Many old catacombs across the former Roman Empire date from the 2nd to 4th centuries. But the era of catacombs eventually came to an end.
Elliot Goodrich/Wikimedia CommonsWhile most catacombs were built underground, some were carved directly into natural formations like mountains. These Lycian tombs in Turkey date from the 4th century.
When Christianity became the official religion of Rome at the end of the 4th century, the practice of burying the dead in underground tunnels slowly died out. Instead of using hidden crypts, Christians held funerals above ground.
Therefore, many of Rome's underground crypts were lost. But Renaissance-era excavations began to uncover over 40 burial tunnels in the city.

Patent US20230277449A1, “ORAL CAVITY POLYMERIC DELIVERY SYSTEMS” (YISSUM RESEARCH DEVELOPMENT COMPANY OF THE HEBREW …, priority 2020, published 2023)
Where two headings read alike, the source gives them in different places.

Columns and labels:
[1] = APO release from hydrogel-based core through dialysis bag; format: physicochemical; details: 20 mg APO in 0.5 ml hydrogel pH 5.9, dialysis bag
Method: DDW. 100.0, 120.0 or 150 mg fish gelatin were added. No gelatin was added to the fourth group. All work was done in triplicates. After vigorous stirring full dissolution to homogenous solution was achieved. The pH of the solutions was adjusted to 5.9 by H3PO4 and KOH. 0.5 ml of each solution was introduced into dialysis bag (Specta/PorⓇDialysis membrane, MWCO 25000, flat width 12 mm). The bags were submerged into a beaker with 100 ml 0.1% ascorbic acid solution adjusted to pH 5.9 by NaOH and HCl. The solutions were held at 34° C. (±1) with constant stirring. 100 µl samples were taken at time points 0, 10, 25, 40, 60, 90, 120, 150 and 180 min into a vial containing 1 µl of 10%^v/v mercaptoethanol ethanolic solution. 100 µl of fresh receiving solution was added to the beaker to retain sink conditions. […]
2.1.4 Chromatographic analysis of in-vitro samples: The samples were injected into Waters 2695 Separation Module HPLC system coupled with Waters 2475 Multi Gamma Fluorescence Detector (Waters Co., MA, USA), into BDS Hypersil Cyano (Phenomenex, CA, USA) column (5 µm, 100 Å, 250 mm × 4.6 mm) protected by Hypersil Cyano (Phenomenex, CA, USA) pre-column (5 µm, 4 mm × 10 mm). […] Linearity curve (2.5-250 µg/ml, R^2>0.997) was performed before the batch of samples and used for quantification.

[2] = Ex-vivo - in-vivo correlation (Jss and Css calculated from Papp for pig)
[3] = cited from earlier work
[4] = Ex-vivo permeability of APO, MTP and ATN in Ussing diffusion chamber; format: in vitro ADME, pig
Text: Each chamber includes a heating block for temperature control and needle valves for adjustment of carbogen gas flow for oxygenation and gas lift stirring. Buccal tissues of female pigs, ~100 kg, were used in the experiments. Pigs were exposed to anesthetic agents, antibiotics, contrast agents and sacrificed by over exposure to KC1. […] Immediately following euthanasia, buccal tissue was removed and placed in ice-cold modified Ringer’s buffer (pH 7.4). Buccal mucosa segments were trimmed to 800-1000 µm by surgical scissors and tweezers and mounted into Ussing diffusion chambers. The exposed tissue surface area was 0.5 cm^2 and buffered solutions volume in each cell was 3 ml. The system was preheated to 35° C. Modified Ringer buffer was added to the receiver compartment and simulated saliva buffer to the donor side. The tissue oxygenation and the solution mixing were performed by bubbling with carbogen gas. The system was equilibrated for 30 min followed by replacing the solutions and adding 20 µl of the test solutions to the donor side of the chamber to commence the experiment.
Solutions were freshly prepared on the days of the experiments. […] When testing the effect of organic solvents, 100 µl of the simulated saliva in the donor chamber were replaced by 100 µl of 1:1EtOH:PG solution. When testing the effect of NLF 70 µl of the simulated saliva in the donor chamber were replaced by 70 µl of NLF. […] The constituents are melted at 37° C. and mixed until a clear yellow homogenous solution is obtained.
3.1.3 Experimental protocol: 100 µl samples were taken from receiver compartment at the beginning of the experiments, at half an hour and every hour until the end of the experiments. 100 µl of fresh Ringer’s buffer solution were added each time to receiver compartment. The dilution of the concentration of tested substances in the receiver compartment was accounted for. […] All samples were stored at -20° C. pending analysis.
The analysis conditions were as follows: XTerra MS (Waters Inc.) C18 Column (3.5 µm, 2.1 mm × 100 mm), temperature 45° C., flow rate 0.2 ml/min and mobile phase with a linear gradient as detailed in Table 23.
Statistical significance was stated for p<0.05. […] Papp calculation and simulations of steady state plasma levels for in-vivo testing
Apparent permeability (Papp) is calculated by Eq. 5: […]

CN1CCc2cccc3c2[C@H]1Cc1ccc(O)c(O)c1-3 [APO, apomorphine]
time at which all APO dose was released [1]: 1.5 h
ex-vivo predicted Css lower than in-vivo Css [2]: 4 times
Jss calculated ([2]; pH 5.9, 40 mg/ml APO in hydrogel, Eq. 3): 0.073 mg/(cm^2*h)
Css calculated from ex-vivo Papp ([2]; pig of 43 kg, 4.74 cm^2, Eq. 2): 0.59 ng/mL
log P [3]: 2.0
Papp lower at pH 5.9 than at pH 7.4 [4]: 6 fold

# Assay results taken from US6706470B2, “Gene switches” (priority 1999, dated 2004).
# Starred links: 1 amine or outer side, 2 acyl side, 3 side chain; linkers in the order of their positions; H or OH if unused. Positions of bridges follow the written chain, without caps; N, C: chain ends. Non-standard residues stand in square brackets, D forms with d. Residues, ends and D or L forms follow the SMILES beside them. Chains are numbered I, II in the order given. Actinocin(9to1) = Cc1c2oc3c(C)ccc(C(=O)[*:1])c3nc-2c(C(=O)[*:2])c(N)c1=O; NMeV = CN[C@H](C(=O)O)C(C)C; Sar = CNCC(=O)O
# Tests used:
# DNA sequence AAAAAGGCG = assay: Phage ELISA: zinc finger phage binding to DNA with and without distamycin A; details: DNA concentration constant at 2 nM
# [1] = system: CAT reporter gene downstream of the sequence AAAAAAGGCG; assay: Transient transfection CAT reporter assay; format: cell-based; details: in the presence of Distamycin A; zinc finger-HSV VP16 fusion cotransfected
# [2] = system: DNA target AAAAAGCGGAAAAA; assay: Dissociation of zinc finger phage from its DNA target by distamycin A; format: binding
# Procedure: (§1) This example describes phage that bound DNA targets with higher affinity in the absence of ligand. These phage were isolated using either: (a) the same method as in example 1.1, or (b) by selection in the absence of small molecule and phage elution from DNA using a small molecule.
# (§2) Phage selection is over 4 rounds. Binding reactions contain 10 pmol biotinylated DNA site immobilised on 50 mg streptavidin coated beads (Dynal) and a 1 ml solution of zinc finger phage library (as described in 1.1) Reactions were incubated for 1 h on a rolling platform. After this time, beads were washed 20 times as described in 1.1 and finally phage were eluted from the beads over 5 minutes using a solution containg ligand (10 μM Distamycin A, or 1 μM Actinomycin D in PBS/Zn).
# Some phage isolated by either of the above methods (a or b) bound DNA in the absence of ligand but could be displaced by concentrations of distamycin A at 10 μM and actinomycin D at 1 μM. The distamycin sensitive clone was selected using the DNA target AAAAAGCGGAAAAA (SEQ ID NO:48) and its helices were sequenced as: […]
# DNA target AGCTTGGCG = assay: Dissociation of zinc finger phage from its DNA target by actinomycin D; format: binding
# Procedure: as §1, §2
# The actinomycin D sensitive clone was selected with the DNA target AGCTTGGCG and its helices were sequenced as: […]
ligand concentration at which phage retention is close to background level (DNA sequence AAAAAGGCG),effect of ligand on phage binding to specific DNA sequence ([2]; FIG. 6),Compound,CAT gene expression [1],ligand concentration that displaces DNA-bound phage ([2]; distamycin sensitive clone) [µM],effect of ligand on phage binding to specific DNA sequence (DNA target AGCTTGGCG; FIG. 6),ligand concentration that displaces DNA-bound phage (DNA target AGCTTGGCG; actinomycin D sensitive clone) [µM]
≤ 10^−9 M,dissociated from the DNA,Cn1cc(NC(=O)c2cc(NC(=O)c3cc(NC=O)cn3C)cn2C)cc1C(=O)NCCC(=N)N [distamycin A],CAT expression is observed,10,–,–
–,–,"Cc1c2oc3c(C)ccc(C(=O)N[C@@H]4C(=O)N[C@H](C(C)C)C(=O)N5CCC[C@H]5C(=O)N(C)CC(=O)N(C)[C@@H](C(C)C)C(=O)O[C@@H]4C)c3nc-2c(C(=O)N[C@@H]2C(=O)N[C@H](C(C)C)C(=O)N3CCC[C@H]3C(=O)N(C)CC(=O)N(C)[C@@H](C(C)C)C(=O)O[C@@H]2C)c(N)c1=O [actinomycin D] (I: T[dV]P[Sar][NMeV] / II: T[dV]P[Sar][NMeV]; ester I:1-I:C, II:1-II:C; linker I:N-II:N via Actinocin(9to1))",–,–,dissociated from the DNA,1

However, not all of the world's crypts were hidden from the public for centuries. And some of the most famous catacombs are far more modern.
The Creation Of The Paris Catacombs
In the 17th and 18th centuries, Paris experienced a population boom. And before long, the city was running out of places to bury its dead.
Overcrowding in Paris's cemeteries became a major problem due to the smell. Local perfume stores complained that potential customers fled because of the stench, according to Smithsonian Magazine.
And in 1780, heavy rains led to the collapse of a cemetery wall, causing dead bodies to flood a Paris neighborhood, much to the dismay of residents.
France's kings tried to relocate cemeteries outside the city walls — an echo of ancient Roman practices. But the Catholic Church refused.